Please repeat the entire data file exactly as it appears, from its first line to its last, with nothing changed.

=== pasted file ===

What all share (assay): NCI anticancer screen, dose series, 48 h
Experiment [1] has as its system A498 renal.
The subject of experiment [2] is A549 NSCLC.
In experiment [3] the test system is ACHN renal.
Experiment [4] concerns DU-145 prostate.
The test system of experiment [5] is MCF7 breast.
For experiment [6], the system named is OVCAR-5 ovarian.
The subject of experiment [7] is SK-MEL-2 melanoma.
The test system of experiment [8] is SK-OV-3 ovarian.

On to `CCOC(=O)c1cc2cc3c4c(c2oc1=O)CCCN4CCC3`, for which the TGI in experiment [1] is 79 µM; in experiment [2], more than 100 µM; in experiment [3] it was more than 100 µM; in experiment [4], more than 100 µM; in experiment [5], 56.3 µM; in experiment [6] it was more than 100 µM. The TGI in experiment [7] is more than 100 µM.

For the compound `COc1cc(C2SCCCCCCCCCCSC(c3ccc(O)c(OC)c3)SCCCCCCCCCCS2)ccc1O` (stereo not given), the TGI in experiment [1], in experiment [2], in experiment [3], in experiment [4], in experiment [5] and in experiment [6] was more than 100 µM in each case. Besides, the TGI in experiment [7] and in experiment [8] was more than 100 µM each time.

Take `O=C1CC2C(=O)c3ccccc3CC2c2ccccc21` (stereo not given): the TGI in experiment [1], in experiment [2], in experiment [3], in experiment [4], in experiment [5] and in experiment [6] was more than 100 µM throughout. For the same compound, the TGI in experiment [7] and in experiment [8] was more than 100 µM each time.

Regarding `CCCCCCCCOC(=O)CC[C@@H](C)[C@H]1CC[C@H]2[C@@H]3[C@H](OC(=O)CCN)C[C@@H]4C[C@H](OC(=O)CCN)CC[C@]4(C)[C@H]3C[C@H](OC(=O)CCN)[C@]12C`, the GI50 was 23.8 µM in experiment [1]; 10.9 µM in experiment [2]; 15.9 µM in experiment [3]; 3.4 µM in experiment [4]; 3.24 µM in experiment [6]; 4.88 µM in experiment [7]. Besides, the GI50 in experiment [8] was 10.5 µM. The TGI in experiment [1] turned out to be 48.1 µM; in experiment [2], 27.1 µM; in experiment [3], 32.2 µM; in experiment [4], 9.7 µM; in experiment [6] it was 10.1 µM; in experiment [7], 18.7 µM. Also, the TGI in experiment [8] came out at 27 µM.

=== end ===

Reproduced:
What all share (assay): NCI anticancer screen, dose series, 48 h
Experiment [1] has as its system A498 renal.
The subject of experiment [2] is A549 NSCLC.
In experiment [3] the test system is ACHN renal.
Experiment [4] concerns DU-145 prostate.
The test system of experiment [5] is MCF7 breast.
For experiment [6], the system named is OVCAR-5 ovarian.
The subject of experiment [7] is SK-MEL-2 melanoma.
The test system of experiment [8] is SK-OV-3 ovarian.

On to `CCOC(=O)c1cc2cc3c4c(c2oc1=O)CCCN4CCC3`, for which the TGI in experiment [1] is 79 µM; in experiment [2], more than 100 µM; in experiment [3] it was more than 100 µM; in experiment [4], more than 100 µM; in experiment [5], 56.3 µM; in experiment [6] it was more than 100 µM. The TGI in experiment [7] is more than 100 µM.

For the compound `COc1cc(C2SCCCCCCCCCCSC(c3ccc(O)c(OC)c3)SCCCCCCCCCCS2)ccc1O` (stereo not given), the TGI in experiment [1], in experiment [2], in experiment [3], in experiment [4], in experiment [5] and in experiment [6] was more than 100 µM in each case. Besides, the TGI in experiment [7] and in experiment [8] was more than 100 µM each time.

Take `O=C1CC2C(=O)c3ccccc3CC2c2ccccc21` (stereo not given): the TGI in experiment [1], in experiment [2], in experiment [3], in experiment [4], in experiment [5] and in experiment [6] was more than 100 µM throughout. For the same compound, the TGI in experiment [7] and in experiment [8] was more than 100 µM each time.

Regarding `CCCCCCCCOC(=O)CC[C@@H](C)[C@H]1CC[C@H]2[C@@H]3[C@H](OC(=O)CCN)C[C@@H]4C[C@H](OC(=O)CCN)CC[C@]4(C)[C@H]3C[C@H](OC(=O)CCN)[C@]12C`, the GI50 was 23.8 µM in experiment [1]; 10.9 µM in experiment [2]; 15.9 µM in experiment [3]; 3.4 µM in experiment [4]; 3.24 µM in experiment [6]; 4.88 µM in experiment [7]. Besides, the GI50 in experiment [8] was 10.5 µM. The TGI in experiment [1] turned out to be 48.1 µM; in experiment [2], 27.1 µM; in experiment [3], 32.2 µM; in experiment [4], 9.7 µM; in experiment [6] it was 10.1 µM; in experiment [7], 18.7 µM. Also, the TGI in experiment [8] came out at 27 µM.